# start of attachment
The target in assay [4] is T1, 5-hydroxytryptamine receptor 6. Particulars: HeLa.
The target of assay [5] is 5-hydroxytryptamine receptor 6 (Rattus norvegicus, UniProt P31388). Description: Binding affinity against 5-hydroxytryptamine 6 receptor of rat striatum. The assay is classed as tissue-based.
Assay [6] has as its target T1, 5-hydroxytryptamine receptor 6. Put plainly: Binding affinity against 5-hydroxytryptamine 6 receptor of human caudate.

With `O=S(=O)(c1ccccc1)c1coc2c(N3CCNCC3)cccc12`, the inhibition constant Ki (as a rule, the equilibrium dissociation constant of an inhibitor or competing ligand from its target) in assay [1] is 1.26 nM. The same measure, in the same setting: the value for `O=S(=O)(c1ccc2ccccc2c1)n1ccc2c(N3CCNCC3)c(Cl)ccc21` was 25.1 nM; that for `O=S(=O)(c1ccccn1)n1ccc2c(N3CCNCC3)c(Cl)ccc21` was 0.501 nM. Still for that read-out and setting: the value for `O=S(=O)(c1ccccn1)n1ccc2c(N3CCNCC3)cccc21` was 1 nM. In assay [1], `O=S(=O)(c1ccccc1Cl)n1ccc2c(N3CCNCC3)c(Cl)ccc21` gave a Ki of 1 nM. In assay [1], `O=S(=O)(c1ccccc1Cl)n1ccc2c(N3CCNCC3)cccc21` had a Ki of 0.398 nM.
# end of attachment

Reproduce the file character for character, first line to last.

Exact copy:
The target in assay [4] is T1, 5-hydroxytryptamine receptor 6. Particulars: HeLa.
The target of assay [5] is 5-hydroxytryptamine receptor 6 (Rattus norvegicus, UniProt P31388). Description: Binding affinity against 5-hydroxytryptamine 6 receptor of rat striatum. The assay is classed as tissue-based.
Assay [6] has as its target T1, 5-hydroxytryptamine receptor 6. Put plainly: Binding affinity against 5-hydroxytryptamine 6 receptor of human caudate.

With `O=S(=O)(c1ccccc1)c1coc2c(N3CCNCC3)cccc12`, the inhibition constant Ki (as a rule, the equilibrium dissociation constant of an inhibitor or competing ligand from its target) in assay [1] is 1.26 nM. The same measure, in the same setting: the value for `O=S(=O)(c1ccc2ccccc2c1)n1ccc2c(N3CCNCC3)c(Cl)ccc21` was 25.1 nM; that for `O=S(=O)(c1ccccn1)n1ccc2c(N3CCNCC3)c(Cl)ccc21` was 0.501 nM. Still for that read-out and setting: the value for `O=S(=O)(c1ccccn1)n1ccc2c(N3CCNCC3)cccc21` was 1 nM. In assay [1], `O=S(=O)(c1ccccc1Cl)n1ccc2c(N3CCNCC3)c(Cl)ccc21` gave a Ki of 1 nM. In assay [1], `O=S(=O)(c1ccccc1Cl)n1ccc2c(N3CCNCC3)cccc21` had a Ki of 0.398 nM.